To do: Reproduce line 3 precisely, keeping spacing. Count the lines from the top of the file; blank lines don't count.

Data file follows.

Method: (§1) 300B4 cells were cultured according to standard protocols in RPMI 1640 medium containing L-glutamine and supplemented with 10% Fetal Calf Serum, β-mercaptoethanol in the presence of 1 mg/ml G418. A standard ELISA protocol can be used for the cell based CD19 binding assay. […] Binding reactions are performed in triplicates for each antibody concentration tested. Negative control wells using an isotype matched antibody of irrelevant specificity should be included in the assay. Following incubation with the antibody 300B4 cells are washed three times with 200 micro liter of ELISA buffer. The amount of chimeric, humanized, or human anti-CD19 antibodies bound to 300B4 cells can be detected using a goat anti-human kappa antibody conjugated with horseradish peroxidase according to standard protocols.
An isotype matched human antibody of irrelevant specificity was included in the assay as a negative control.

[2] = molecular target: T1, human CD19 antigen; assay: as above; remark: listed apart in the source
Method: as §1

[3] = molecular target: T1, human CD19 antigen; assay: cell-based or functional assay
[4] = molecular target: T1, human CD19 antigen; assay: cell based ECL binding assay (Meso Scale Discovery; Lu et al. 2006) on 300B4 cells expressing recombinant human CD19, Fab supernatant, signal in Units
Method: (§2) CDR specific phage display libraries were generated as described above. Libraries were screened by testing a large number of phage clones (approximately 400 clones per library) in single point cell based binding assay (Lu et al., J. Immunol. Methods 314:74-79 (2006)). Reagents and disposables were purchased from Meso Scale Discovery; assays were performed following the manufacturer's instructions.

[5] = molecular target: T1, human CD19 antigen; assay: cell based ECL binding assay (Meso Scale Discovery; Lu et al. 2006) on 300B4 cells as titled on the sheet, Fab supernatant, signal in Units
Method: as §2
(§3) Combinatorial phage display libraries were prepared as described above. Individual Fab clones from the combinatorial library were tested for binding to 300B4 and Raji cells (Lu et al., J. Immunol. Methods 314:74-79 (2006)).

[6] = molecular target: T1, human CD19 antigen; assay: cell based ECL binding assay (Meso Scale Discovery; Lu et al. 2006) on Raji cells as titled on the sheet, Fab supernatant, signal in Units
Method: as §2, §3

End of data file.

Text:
[2] = molecular target: T1, human CD19 antigen; assay: as above; remark: listed apart in the source